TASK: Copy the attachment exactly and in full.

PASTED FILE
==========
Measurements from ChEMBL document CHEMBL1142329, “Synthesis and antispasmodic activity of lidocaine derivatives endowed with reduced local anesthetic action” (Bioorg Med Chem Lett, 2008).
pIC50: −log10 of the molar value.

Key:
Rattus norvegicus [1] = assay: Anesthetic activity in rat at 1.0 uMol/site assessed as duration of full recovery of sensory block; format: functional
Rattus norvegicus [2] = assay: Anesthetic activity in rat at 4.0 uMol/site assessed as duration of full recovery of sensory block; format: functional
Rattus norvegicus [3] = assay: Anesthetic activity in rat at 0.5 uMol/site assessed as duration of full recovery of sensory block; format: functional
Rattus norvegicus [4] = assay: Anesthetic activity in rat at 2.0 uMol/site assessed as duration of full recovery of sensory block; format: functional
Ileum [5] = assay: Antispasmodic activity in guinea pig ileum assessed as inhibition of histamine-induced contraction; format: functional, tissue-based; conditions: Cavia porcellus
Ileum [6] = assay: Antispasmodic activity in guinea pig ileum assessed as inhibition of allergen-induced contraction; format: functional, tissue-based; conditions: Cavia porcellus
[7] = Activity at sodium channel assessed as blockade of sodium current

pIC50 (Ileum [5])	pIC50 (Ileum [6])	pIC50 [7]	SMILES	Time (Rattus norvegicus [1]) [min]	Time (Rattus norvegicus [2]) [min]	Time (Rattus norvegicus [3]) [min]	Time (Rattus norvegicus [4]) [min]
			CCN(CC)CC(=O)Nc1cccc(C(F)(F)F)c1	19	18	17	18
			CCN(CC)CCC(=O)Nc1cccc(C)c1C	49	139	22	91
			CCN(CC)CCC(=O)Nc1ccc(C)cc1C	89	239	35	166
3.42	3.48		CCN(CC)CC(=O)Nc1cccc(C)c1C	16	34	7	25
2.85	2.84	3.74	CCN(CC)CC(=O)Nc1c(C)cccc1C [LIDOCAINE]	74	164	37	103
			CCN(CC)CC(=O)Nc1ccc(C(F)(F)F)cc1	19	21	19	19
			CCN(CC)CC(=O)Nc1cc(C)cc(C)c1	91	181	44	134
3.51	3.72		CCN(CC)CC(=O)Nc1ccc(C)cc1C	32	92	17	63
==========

Measurements from ChEMBL document CHEMBL1142329, “Synthesis and antispasmodic activity of lidocaine derivatives endowed with reduced local anesthetic action” (Bioorg Med Chem Lett, 2008).
pIC50: −log10 of the molar value.

Key:
Rattus norvegicus [1] = assay: Anesthetic activity in rat at 1.0 uMol/site assessed as duration of full recovery of sensory block; format: functional
Rattus norvegicus [2] = assay: Anesthetic activity in rat at 4.0 uMol/site assessed as duration of full recovery of sensory block; format: functional
Rattus norvegicus [3] = assay: Anesthetic activity in rat at 0.5 uMol/site assessed as duration of full recovery of sensory block; format: functional
Rattus norvegicus [4] = assay: Anesthetic activity in rat at 2.0 uMol/site assessed as duration of full recovery of sensory block; format: functional
Ileum [5] = assay: Antispasmodic activity in guinea pig ileum assessed as inhibition of histamine-induced contraction; format: functional, tissue-based; conditions: Cavia porcellus
Ileum [6] = assay: Antispasmodic activity in guinea pig ileum assessed as inhibition of allergen-induced contraction; format: functional, tissue-based; conditions: Cavia porcellus
[7] = Activity at sodium channel assessed as blockade of sodium current

pIC50 (Ileum [5])	pIC50 (Ileum [6])	pIC50 [7]	SMILES	Time (Rattus norvegicus [1]) [min]	Time (Rattus norvegicus [2]) [min]	Time (Rattus norvegicus [3]) [min]	Time (Rattus norvegicus [4]) [min]
			CCN(CC)CC(=O)Nc1cccc(C(F)(F)F)c1	19	18	17	18
			CCN(CC)CCC(=O)Nc1cccc(C)c1C	49	139	22	91
			CCN(CC)CCC(=O)Nc1ccc(C)cc1C	89	239	35	166
3.42	3.48		CCN(CC)CC(=O)Nc1cccc(C)c1C	16	34	7	25
2.85	2.84	3.74	CCN(CC)CC(=O)Nc1c(C)cccc1C [LIDOCAINE]	74	164	37	103
			CCN(CC)CC(=O)Nc1ccc(C(F)(F)F)cc1	19	21	19	19
			CCN(CC)CC(=O)Nc1cc(C)cc(C)c1	91	181	44	134
3.51	3.72		CCN(CC)CC(=O)Nc1ccc(C)cc1C	32	92	17	63